He added: “I can say it anywhere; my family and I wouldn’t be where we are today without a Dr. Solomon Arase. How did it happen? In 2007 he pushed me into Chevening Scholarship and recommended me. We were about a thousand plus that applied nationwide and I learned that it was shortlisted only to 100 and eventually only 24 persons were selected, and I was one of them. Some weeks before my leaving for the UK, with no means to do so, Arase gave me money and processed my family’s visa, and we went to the UK. That singular act has changed the fortune of my family. All my children studied there, and my wife rose to become a Ph.D. holder and they are now citizens over there. Dr. Arase sees beyond today.”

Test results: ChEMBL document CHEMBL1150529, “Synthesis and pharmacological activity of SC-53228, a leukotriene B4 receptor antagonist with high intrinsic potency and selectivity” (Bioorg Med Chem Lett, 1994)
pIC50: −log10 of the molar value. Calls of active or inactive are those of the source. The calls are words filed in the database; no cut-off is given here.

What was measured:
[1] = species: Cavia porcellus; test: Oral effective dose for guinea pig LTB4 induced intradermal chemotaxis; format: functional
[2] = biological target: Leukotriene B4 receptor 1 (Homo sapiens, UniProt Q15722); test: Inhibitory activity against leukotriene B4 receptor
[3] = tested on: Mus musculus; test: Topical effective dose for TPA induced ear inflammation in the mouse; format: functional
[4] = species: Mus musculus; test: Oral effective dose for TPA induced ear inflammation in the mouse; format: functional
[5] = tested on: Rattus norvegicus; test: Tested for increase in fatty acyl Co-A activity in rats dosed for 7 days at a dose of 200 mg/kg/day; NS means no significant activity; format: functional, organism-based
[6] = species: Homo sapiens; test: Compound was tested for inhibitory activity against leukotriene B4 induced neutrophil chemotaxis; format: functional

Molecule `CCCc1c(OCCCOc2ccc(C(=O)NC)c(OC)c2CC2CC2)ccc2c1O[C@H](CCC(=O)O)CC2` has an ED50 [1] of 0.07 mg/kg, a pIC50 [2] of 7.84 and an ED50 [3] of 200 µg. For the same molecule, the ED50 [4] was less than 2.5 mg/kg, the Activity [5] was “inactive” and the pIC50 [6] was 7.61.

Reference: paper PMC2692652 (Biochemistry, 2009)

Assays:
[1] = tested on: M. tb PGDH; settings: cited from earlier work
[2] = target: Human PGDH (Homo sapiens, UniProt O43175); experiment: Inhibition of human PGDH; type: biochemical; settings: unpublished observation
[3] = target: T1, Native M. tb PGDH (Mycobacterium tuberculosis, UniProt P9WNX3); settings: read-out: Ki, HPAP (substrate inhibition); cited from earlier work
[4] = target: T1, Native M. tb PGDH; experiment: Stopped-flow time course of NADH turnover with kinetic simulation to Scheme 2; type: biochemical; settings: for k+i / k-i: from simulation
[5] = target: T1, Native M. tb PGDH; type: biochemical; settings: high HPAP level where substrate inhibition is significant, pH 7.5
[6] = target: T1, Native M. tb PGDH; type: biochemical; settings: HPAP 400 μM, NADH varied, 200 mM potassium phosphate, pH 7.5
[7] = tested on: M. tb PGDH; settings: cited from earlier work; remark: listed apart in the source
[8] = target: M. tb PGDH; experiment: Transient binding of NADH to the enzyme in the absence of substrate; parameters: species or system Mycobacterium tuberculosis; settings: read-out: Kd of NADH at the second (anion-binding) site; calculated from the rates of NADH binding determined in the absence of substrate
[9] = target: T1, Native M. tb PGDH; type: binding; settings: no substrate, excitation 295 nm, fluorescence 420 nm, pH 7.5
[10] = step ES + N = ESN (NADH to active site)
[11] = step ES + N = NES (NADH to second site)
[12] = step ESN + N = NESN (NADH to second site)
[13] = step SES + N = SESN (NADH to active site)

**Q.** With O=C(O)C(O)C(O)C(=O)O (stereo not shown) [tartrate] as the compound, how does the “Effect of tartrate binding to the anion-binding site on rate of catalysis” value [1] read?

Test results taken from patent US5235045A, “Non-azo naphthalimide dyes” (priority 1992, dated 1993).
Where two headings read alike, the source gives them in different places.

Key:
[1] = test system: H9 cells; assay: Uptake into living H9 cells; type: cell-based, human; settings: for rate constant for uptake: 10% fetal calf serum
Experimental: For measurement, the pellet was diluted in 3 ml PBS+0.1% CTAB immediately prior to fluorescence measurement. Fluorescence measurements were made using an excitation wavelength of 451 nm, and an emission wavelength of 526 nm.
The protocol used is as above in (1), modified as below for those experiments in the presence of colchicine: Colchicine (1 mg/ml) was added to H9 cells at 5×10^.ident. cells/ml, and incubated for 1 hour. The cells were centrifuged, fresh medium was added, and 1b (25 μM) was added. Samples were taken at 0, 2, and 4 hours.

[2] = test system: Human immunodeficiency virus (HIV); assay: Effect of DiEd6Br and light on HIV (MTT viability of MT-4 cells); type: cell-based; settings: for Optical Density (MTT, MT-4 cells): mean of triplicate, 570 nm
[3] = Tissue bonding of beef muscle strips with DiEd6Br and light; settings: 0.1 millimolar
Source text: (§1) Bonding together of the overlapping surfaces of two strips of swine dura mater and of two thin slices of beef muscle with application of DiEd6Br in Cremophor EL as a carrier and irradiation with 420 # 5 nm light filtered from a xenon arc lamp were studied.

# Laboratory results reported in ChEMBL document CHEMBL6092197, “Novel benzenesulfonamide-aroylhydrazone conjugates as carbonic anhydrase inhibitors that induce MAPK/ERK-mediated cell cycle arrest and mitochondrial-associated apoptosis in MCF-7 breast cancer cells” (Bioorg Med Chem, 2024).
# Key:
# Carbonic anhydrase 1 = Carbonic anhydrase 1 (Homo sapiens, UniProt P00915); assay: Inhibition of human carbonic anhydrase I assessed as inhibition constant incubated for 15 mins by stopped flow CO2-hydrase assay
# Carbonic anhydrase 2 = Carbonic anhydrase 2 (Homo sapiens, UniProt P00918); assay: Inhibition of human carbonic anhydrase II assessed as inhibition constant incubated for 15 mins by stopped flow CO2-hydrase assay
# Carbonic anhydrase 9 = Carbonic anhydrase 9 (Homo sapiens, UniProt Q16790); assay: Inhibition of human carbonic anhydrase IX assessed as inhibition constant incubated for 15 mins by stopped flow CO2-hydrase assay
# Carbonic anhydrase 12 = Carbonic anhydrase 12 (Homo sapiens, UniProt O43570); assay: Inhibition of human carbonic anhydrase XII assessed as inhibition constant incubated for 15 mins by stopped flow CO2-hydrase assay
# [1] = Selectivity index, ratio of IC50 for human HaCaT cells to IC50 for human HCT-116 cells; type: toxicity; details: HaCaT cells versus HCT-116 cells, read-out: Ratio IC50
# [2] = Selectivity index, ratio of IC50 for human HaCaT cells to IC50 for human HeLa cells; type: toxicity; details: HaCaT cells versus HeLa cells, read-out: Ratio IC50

The secretary of the Mercy Igbe Arase Foundation, Mr. Joseph Igein, explained that the foundation came into existence in 2012 when it was registered with CAC and since then, it has received many recipients and has over 50 beneficiaries.